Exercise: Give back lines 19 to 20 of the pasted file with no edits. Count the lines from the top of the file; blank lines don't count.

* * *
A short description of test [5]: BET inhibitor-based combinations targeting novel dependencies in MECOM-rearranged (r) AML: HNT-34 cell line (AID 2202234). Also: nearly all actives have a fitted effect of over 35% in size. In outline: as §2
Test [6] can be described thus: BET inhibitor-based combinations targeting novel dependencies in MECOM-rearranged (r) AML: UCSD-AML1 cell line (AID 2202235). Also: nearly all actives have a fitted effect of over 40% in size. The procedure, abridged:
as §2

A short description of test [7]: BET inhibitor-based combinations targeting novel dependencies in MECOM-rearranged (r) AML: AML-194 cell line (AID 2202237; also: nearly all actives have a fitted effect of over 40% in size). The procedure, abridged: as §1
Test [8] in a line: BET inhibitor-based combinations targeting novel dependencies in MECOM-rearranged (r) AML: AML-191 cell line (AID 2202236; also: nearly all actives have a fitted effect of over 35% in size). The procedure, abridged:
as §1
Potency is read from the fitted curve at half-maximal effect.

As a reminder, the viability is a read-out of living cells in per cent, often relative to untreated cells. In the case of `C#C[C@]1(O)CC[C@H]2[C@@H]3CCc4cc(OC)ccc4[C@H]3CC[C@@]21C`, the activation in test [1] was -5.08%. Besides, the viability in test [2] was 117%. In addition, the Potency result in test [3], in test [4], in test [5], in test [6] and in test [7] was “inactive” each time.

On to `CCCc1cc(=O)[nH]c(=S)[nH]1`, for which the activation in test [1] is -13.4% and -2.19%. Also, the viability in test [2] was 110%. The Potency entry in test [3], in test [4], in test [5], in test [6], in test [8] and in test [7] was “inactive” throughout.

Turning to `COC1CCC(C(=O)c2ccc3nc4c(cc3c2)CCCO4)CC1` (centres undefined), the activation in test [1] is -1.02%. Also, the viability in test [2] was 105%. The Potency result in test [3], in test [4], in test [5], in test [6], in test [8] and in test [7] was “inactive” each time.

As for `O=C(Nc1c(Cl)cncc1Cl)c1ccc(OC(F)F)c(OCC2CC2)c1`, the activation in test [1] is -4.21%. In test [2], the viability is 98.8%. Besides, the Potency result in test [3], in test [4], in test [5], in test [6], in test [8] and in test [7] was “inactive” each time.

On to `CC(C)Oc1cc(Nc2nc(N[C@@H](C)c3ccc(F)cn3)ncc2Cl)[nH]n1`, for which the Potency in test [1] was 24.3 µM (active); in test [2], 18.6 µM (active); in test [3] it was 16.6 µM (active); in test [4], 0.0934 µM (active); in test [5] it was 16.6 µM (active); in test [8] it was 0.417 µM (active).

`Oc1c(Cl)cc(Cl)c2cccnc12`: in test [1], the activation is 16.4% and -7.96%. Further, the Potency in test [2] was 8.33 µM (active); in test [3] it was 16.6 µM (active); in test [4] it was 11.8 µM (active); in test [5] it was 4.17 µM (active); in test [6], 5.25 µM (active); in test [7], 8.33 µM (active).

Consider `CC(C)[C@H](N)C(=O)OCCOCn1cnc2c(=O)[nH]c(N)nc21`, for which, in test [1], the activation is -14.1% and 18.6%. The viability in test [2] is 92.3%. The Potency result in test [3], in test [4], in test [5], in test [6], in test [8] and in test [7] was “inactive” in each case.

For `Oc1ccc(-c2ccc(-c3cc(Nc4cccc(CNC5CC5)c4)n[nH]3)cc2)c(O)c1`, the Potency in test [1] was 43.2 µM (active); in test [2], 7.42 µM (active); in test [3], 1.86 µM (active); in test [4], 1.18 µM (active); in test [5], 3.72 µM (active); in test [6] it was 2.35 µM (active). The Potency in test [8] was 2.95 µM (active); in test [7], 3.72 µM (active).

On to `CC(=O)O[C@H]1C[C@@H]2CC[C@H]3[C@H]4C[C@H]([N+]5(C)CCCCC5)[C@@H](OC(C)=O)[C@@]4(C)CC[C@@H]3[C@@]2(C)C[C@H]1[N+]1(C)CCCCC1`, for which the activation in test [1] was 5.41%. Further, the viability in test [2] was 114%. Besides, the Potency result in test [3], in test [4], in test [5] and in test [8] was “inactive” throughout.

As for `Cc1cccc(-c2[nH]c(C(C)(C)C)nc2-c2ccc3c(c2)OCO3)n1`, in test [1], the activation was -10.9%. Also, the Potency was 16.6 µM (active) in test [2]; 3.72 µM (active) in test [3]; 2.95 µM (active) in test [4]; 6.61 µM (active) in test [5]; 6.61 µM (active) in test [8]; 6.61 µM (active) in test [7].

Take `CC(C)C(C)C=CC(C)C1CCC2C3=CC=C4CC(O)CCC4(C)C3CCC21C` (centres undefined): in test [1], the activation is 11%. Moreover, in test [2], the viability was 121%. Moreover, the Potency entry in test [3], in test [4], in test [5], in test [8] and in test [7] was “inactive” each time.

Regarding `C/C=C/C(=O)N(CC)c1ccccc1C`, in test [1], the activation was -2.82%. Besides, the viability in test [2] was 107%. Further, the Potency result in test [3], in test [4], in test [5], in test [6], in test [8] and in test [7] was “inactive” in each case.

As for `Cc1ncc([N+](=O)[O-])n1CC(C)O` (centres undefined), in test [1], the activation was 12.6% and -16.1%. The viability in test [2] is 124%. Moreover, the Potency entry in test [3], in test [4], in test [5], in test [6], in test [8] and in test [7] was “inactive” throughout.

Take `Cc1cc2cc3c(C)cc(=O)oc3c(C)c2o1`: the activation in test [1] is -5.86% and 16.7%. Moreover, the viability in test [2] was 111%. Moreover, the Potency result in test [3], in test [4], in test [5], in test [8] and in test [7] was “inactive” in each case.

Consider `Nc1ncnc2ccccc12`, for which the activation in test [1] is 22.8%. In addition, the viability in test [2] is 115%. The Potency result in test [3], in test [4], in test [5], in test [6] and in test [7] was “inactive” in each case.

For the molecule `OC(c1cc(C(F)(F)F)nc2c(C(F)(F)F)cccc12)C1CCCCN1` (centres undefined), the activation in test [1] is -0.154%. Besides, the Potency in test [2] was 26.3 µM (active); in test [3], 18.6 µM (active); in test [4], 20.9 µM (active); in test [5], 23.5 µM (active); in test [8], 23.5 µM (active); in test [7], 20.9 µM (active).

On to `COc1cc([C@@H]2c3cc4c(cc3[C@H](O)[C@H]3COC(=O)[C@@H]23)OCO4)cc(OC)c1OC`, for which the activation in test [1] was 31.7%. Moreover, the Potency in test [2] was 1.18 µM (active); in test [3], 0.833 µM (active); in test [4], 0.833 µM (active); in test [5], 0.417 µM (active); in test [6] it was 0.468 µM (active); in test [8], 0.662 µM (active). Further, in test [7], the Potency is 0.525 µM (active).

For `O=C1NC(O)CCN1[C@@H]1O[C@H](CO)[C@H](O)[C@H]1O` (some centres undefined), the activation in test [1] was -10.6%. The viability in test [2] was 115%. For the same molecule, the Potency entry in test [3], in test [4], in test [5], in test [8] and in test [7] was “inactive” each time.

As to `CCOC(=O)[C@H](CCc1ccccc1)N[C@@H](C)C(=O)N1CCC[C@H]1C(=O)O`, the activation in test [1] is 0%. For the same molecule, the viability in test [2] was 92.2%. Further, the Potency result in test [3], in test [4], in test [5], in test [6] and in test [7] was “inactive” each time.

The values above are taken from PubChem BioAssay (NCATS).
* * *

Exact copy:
Regarding `C/C=C/C(=O)N(CC)c1ccccc1C`, in test [1], the activation was -2.82%. Besides, the viability in test [2] was 107%. Further, the Potency result in test [3], in test [4], in test [5], in test [6], in test [8] and in test [7] was “inactive” in each case.

As for `Cc1ncc([N+](=O)[O-])n1CC(C)O` (centres undefined), in test [1], the activation was 12.6% and -16.1%. The viability in test [2] is 124%. Moreover, the Potency entry in test [3], in test [4], in test [5], in test [6], in test [8] and in test [7] was “inactive” throughout.